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Subject Woman 'dreams' lotto numbers, gets ticket, wins!
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Original Message she is an old lady. good for her!

Dream leads to $16M jackpot
Dream leads woman to $16M lottery win
Runs out to buy second ticket with same digits
Oct. 4, 2006. 05:54 AM

Ever since her daughter died 17 years ago, followed by her husband seven months later, Mary Wollens has had a difficult time sleeping.

But she says she knows that wasn't the case the night of Thursday Sept. 28, when she had a dream where she saw a Lotto 6/49 ticket and this "big cheque."

"When I woke up I thought, `I've got to go and get another ticket,'" said Wollens yesterday on a bench on the porch of her Etobicoke home, as she recalled the remarkable chain of events that has changed her life.

Spurred on by the dream of that big cheque and what it suggested, the following morning Wollens, 85, said she went back to the Royal York Smoke shop on Royal York Rd. where she had already purchased three tickets the day before and bought another one, using the same numbers, 1, 10, 18, 24, 31 and 46, that were on one of her quick picks.

A day later, on the night of Sept. 30, it would net her $16 million two-thirds of the $24 million jackpot

The extra ticket that she had bought boosted her winnings by $4 million.

Another winner, in B.C., gets the remaining $8 million.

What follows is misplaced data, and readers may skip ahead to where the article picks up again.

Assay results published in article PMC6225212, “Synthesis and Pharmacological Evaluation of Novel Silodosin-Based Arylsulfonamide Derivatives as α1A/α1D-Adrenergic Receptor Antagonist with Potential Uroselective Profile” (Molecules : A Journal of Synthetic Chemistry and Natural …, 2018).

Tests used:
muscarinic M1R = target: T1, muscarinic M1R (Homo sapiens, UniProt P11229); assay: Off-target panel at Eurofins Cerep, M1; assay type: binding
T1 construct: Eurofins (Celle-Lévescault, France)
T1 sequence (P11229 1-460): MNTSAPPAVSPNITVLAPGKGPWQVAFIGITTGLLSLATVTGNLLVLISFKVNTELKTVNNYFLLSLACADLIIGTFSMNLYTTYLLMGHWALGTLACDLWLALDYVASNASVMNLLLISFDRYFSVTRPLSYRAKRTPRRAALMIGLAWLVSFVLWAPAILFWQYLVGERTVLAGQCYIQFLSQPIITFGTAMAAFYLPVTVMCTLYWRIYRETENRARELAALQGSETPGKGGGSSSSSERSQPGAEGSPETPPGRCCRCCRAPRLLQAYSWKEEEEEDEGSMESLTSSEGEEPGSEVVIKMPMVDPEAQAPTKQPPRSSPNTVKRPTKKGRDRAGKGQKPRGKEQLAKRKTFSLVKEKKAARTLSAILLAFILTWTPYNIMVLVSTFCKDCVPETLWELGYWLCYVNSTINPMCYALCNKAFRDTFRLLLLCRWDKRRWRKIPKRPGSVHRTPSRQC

"I've never been given very much in my whole life that I can remember and all of a sudden I got this huge amount of money," said Wollens, her eyes glistening with the memory of a life lived that she described as hard and modest.

"I just felt like I was floating," said Wollens, mother to one son and one grandchild.

The only treat she's given herself so far is an appointment with her regular hairdresser in the plaza down the road.

She's going to get her hair dyed on Tuesday, although she hasn't quite decided on the colour yet.

She's also planning to hit the slot machines in Las Vegas, something that's been cleared by her son.

But don't you worry about how she's going to handle this sudden windfall.

"It's already done," she said mysteriously, a big grin forming across her face. "It's in process."

She won't tell you what she did, only that it's been taken care of. Nor will she tell you where she's going to move.

"I was warned that there were people who were going to come and take pictures and know the whole works," she added.

What she will talk about at length is a life of hardship that began in rural Alberta and moved to rural Saskatchewan where she lived on a farm with Ukrainian parents and began to work as a house cleaner at age 14.

It was a life that didn't get any easier after she moved to Toronto with her husband at the end of World War II even though he found work building the subway and working on repairing machines.

And it certainly didn't get easier when her daughter was diagnosed with pancreatic cancer at age 61, even as her husband remained ill and bedridden at home.

"Oh God, what I went through," Wollens said.

"When my daughter died, I did nothing but cry. I couldn't help it. She was such a wonderful person."

Wollens said she's not much of a lottery ticket buyer. To her it's just an occasional, harmless pastime, better than going "to the bingo or something like that where you don't win."

Besides, she said, it's an excuse to chat with the variety store owner and his wonderful wife, one of the "most beautiful" people she knows.
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